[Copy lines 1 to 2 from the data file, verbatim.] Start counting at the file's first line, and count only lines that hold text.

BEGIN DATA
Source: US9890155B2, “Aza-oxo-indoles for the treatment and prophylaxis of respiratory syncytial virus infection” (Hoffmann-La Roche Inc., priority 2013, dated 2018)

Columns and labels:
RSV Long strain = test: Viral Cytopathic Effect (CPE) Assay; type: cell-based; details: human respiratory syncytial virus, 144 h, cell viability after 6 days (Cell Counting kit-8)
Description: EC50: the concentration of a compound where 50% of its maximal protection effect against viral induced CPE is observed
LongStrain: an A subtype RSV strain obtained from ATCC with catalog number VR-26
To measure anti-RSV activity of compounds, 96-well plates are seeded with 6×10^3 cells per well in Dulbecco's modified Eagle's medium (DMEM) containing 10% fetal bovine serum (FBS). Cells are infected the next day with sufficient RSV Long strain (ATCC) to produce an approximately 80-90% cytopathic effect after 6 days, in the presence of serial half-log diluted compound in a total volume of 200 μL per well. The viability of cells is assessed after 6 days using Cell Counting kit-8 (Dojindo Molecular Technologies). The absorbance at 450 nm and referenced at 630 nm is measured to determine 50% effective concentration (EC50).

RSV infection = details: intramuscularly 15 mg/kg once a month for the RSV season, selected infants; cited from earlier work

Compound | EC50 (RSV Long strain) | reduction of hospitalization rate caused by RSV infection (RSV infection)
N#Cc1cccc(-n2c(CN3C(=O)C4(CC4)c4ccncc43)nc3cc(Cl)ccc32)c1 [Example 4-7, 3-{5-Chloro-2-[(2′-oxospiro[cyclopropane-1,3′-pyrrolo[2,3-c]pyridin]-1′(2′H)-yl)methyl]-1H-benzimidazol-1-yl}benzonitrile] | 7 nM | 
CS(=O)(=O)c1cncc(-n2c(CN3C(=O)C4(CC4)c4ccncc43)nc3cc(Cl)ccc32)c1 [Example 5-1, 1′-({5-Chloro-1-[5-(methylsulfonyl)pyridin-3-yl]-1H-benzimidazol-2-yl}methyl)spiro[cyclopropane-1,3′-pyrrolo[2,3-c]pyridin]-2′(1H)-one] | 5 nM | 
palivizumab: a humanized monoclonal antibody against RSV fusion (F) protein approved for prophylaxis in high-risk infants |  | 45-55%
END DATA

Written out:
Source: US9890155B2, “Aza-oxo-indoles for the treatment and prophylaxis of respiratory syncytial virus infection” (Hoffmann-La Roche Inc., priority 2013, dated 2018)

Columns and labels: